I went to see an exhibition at Stamford Connecticut’s ’96 Bedford Gallery’. My good friend Joseph Dermody was displaying his work alongside those by Jeanine Jackson.

A week earlier I had bumped into Joe while heading to a newly opened coffee shop newly opened. Passing by the former Fernando Alvarez Gallery, I spotted Joe painting inside. I beamed: I’d only just returned from Scotland a few days earlier and had been disappointed to miss an exhibition called ‘Artspace’. Thankfully, I’d gotten the dates wrong and the exhibition was still running.

Joe gave me a warm hug and invited me in. He showed me around the gallery and explained that not only was he sharing the space with Jeanine Jackson until the end of November but this was part of a series of pop-up events organised by Jacqueline Wetenhall of Stamford Downtown.

It was an inviting space, full of light, clean symmetrical lines and wonderful paintings from both artists. It just had a great vibe. Joe and I started talking about being creative in the same space. All I knew was that I wanted to write and play in a space that was steeped in art. We agreed a time to get together at the gallery and just see what would happen.

So, today was the day. I’d had a lot of projects going on these last few weeks and today was just perfect: plenty sleep, no more weight on my shoulders and, finally finding the time to pick up my guitar, sorely missed of late. I must admit to already feeling energised: I’d played at Southport’s Horseshoe Cafe the previous night, singing to old friends and new listeners that made me very happy.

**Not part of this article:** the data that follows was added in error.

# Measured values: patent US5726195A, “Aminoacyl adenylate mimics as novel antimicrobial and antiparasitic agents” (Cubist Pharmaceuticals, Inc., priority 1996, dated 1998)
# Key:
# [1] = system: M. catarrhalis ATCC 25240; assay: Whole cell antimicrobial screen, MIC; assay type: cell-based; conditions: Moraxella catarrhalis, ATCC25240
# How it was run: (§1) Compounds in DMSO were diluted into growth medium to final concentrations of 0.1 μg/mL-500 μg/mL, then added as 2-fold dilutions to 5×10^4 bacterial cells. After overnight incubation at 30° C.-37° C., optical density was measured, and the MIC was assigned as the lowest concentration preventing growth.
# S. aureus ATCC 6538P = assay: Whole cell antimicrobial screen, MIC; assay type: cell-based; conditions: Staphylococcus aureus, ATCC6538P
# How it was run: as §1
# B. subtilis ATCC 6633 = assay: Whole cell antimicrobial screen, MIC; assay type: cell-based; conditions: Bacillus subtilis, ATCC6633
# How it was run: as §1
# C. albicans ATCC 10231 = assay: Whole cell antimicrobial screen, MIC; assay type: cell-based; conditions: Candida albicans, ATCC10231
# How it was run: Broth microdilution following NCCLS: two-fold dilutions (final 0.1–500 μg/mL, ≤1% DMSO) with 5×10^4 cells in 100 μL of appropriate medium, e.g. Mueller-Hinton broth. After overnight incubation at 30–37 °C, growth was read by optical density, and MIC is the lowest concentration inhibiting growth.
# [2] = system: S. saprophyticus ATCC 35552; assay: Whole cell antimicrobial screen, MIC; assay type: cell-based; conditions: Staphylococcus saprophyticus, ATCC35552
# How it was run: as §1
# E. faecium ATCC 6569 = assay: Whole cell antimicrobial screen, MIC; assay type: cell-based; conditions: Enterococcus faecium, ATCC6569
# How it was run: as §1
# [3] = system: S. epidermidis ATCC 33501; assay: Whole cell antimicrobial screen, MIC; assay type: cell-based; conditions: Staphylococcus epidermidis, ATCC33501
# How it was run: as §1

I met Joe at Llorca’s for coffee and churros before we headed to the gallery. While Joe munched on these freshly made Spanish delicacies, I played a song entitled Call Me By My Name. It was a gentle way to start our afternoon. We talked about song structure (Joe is classically trained, unlike me) and it was fun my comparing a song’s structure to going to the theatre. The song, I said, was akin to you arriving at the theatre; the verse was similar to walking down the aisle of the auditorium to take your seat. I then went on to say the pre-chorus was as if the actors, appearing in the wings, were slowly taking the small steps leading onto the stage. As they step onto the stage one by one, you know you’re about to witness something special. And THAT something special is the chorus, the moment the actors utter the first words.

Joe asked, “So what is the bridge ?”. I said I likened the bridge (or a middle eight in the UK) to an intermission in a play, the aim of which is to help change direction, to give the listener a pause, a time to reflect, have a break and look forward to the next part of the play.

It was fun talking about it and Joe made me think it through. “How many verses are there typically, and what are they trying to say?” he asked. Good question, I thought. I replied that it varied but I’d say that, given we’re using the theatre as a parallel, the verses represent different acts.

I was chuffed with my analogy. It made me smile: I liken song structure to the theatre and song composition to creating sonic landscapes. Quite the imagination :).

We all chatted some more, I sang a few more songs including Call Me By My Name while Joe painted. I finished the afternoon with a rendition of a traditional Scottish song The Wild Mountain Thyme, the lyrics and melody of which are a variant of the song “The Braes of Balquhither” by Scottish poet Robert Tannahill (1774–1810) and Scottish composer Robert Archibald Smith (1780–1829).

What a fantastic space for a pop-up art gallery. The exhibition is on until 26th November and we’re back together again Friday 15 November 3-6p.m. if you can make it to @96BedfordGallery. Click on the Google Map link https://goo.gl/maps/G8mgGktthUWs1F5B6

Scottish song ‘Wild Mountain Thyme’
A live rendition of Call Me By My Name

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